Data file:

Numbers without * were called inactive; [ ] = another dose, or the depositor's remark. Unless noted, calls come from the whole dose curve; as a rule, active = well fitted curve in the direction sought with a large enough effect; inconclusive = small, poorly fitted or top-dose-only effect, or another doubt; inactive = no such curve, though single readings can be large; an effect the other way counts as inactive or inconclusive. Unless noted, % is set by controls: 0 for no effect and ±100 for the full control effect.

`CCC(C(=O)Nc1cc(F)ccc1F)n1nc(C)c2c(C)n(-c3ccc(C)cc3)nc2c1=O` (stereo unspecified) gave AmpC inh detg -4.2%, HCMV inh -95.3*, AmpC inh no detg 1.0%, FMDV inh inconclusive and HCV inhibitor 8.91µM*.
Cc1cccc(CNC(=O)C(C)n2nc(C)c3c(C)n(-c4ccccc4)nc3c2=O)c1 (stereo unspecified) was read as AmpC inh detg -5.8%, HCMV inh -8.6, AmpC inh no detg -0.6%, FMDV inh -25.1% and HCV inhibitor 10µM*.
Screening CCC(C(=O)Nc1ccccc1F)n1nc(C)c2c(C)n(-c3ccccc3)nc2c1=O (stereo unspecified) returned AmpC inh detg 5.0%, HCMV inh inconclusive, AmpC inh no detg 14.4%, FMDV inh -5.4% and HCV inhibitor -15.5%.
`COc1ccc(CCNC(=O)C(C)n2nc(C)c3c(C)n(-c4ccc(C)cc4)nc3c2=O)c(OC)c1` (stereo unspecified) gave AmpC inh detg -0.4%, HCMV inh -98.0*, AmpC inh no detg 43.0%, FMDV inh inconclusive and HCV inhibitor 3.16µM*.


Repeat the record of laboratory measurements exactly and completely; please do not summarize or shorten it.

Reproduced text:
Numbers without * were called inactive; [ ] = another dose, or the depositor's remark. Unless noted, calls come from the whole dose curve; as a rule, active = well fitted curve in the direction sought with a large enough effect; inconclusive = small, poorly fitted or top-dose-only effect, or another doubt; inactive = no such curve, though single readings can be large; an effect the other way counts as inactive or inconclusive. Unless noted, % is set by controls: 0 for no effect and ±100 for the full control effect.

`CCC(C(=O)Nc1cc(F)ccc1F)n1nc(C)c2c(C)n(-c3ccc(C)cc3)nc2c1=O` (stereo unspecified) gave AmpC inh detg -4.2%, HCMV inh -95.3*, AmpC inh no detg 1.0%, FMDV inh inconclusive and HCV inhibitor 8.91µM*.
Cc1cccc(CNC(=O)C(C)n2nc(C)c3c(C)n(-c4ccccc4)nc3c2=O)c1 (stereo unspecified) was read as AmpC inh detg -5.8%, HCMV inh -8.6, AmpC inh no detg -0.6%, FMDV inh -25.1% and HCV inhibitor 10µM*.
Screening CCC(C(=O)Nc1ccccc1F)n1nc(C)c2c(C)n(-c3ccccc3)nc2c1=O (stereo unspecified) returned AmpC inh detg 5.0%, HCMV inh inconclusive, AmpC inh no detg 14.4%, FMDV inh -5.4% and HCV inhibitor -15.5%.
`COc1ccc(CCNC(=O)C(C)n2nc(C)c3c(C)n(-c4ccc(C)cc4)nc3c2=O)c(OC)c1` (stereo unspecified) gave AmpC inh detg -0.4%, HCMV inh -98.0*, AmpC inh no detg 43.0%, FMDV inh inconclusive and HCV inhibitor 3.16µM*.